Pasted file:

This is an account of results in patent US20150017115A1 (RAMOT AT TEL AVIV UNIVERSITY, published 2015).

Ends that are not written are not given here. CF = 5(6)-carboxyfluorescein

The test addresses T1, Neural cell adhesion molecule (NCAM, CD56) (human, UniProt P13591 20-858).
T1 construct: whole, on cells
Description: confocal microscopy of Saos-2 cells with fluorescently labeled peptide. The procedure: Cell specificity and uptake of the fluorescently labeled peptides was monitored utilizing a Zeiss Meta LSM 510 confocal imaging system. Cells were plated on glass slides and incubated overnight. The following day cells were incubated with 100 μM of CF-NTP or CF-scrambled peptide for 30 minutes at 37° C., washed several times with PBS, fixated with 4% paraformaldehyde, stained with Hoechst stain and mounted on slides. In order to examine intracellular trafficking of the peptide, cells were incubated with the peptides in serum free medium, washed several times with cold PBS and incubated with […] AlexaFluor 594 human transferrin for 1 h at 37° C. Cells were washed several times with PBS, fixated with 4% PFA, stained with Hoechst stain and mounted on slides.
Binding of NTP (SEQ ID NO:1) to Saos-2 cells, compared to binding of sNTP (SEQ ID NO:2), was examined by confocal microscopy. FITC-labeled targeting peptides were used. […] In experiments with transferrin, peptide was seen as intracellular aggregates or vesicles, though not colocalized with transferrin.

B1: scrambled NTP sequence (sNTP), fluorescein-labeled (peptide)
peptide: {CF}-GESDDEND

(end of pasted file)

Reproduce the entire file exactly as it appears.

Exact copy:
This is an account of results in patent US20150017115A1 (RAMOT AT TEL AVIV UNIVERSITY, published 2015).

Ends that are not written are not given here. CF = 5(6)-carboxyfluorescein

The test addresses T1, Neural cell adhesion molecule (NCAM, CD56) (human, UniProt P13591 20-858).
T1 construct: whole, on cells
Description: confocal microscopy of Saos-2 cells with fluorescently labeled peptide. The procedure: Cell specificity and uptake of the fluorescently labeled peptides was monitored utilizing a Zeiss Meta LSM 510 confocal imaging system. Cells were plated on glass slides and incubated overnight. The following day cells were incubated with 100 μM of CF-NTP or CF-scrambled peptide for 30 minutes at 37° C., washed several times with PBS, fixated with 4% paraformaldehyde, stained with Hoechst stain and mounted on slides. In order to examine intracellular trafficking of the peptide, cells were incubated with the peptides in serum free medium, washed several times with cold PBS and incubated with […] AlexaFluor 594 human transferrin for 1 h at 37° C. Cells were washed several times with PBS, fixated with 4% PFA, stained with Hoechst stain and mounted on slides.
Binding of NTP (SEQ ID NO:1) to Saos-2 cells, compared to binding of sNTP (SEQ ID NO:2), was examined by confocal microscopy. FITC-labeled targeting peptides were used. […] In experiments with transferrin, peptide was seen as intracellular aggregates or vesicles, though not colocalized with transferrin.

B1: scrambled NTP sequence (sNTP), fluorescein-labeled (peptide)
peptide: {CF}-GESDDEND